Obama’s Top 10 Counties in 2012

Photograph by John Minchillo/AP Photo

Martha Nunez, 53, of the Bronx, reacts to positive predictions for President Barack Obama as crowds watch election results in Times Square on Nov. 6, 2012 in New York.

Political Capital is collecting and analyzing the official results of the November 2012 presidential election at various levels of geography, including the vote in the more than 3,000 counties.

Following are the 10 counties or county equivalents where President Barack Obama took his largest share of the vote. Most are black-majority areas that historically are staunchly Democratic and were eager to re-elect Obama, the first black president in the nation’s history.

1. Shannon, South Dakota (93%): included within the Pine Ridge Indian Reservation in the southwestern part of the state.

2. Bronx, New York (91%): about one in nine residents in New York City’s northernmost borough is non-Hispanic white. Bronx has been the most pro-Democratic New York City borough in five straight presidential elections.

3. Petersburg, Virginia (90%): a black-majority area about 25 miles south of Richmond.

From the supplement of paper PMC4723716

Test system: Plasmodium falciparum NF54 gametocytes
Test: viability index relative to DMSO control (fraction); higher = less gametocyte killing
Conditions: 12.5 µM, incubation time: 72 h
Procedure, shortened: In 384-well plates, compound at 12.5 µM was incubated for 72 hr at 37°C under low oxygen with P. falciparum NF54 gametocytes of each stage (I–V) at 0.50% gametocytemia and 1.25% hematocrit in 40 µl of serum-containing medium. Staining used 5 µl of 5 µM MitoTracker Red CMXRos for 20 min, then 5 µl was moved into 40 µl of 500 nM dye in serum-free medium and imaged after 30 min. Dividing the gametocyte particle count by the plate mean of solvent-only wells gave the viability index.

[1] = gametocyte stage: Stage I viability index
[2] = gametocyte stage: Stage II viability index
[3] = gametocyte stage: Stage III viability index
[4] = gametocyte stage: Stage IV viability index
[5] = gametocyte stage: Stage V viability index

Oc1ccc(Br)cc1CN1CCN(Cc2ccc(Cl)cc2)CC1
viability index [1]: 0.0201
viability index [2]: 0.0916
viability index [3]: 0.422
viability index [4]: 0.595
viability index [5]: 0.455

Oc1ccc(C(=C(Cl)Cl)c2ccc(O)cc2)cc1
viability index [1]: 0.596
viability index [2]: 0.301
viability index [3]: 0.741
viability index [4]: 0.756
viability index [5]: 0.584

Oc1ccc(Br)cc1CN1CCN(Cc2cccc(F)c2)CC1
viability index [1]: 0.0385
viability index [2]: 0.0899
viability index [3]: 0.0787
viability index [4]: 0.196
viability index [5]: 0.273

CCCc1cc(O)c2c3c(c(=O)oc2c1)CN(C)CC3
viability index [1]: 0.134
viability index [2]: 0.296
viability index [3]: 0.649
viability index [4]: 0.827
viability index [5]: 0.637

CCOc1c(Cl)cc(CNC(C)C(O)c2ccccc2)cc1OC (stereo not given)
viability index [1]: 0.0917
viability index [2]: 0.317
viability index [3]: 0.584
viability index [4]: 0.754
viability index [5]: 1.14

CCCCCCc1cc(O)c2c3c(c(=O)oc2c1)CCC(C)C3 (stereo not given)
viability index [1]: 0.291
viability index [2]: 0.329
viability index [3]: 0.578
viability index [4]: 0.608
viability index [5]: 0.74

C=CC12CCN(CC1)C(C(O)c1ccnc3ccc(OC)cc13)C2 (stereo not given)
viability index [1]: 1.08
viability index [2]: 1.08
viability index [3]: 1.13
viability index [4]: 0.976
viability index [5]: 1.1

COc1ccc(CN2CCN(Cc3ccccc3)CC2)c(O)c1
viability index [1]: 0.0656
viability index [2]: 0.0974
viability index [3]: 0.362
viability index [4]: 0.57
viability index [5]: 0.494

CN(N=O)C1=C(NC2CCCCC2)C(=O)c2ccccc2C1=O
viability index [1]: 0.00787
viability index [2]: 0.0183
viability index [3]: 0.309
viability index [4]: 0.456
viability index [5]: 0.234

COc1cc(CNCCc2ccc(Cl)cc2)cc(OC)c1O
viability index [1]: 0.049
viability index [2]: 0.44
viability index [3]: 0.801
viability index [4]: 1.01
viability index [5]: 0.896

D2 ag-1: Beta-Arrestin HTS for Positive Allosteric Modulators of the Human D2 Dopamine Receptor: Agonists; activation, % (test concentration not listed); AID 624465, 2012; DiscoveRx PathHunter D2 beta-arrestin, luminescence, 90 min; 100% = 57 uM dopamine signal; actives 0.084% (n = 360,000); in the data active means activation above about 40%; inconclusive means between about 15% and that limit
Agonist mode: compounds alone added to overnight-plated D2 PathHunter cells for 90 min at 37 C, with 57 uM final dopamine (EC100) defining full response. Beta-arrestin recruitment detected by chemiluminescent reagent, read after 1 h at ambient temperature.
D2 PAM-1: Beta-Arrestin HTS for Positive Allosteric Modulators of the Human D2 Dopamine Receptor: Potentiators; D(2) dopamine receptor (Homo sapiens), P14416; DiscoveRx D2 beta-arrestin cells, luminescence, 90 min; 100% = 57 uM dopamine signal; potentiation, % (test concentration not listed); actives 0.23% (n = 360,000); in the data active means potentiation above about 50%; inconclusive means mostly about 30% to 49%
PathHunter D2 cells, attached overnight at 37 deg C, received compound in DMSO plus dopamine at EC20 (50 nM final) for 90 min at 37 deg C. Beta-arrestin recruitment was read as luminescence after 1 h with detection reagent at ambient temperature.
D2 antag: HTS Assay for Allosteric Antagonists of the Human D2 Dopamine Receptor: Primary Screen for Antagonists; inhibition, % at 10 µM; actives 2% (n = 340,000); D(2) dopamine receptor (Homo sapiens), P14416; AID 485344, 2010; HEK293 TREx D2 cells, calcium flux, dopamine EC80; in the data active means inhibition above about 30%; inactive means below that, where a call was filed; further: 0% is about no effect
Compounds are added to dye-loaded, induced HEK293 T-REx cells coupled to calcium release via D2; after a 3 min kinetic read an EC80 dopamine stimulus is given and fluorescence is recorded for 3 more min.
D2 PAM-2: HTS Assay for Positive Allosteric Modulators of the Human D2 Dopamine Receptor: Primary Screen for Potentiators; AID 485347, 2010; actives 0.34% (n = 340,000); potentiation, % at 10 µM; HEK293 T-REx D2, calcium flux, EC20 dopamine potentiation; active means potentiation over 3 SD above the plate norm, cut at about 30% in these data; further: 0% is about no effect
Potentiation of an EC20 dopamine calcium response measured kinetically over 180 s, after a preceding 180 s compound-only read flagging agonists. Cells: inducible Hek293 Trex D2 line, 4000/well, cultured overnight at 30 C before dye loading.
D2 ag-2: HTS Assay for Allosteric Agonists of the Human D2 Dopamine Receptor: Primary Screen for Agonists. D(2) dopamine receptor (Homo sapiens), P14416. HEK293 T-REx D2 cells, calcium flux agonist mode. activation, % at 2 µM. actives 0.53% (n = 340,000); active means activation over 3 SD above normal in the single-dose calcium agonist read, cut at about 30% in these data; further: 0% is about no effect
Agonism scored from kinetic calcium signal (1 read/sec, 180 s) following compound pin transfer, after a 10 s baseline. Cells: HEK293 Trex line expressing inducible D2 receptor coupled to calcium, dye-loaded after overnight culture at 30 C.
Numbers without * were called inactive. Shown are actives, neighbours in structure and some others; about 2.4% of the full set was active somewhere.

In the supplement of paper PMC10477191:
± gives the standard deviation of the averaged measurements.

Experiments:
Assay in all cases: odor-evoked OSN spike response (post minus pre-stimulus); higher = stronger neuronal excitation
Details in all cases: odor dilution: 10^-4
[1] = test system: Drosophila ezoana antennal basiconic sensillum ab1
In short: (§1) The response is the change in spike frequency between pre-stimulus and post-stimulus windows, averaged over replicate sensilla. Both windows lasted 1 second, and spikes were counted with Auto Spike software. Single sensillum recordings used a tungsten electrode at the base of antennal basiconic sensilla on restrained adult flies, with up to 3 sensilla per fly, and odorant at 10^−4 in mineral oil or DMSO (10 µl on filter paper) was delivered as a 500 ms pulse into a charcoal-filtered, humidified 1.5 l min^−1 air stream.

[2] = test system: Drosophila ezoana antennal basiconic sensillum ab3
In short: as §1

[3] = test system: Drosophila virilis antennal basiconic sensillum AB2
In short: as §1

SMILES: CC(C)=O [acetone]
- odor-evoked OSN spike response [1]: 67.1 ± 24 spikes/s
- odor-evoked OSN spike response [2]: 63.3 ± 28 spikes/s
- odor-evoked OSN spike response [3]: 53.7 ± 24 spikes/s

4. Prince George’s, Maryland (90%): a black-majority area that abuts Washington, D.C.

5. Jefferson, Mississippi (89%): a sparsely populated, black-majority area by the Mississippi River south of Vicksburg.

6. Claiborne, Mississippi (88%): a black-majority county that abuts Jefferson to the north.

7. Baltimore city, Maryland (87%): more than three in five residents are black in Maryland’s biggest city.

8. Macon, Alabama (87%): a black-majority area that includes Tuskegee, the birthplace of Rosa Parks and the site of a university founded by Booker T. Washington.

9. Menominee, Wisconsin (86%): includes the Menominee Indian Tribe about 45 miles northwest of Green Bay.

10. Starr, Texas (86%): about 96 percent of residents are Hispanic in this low-income area on the Mexican border in south Texas.

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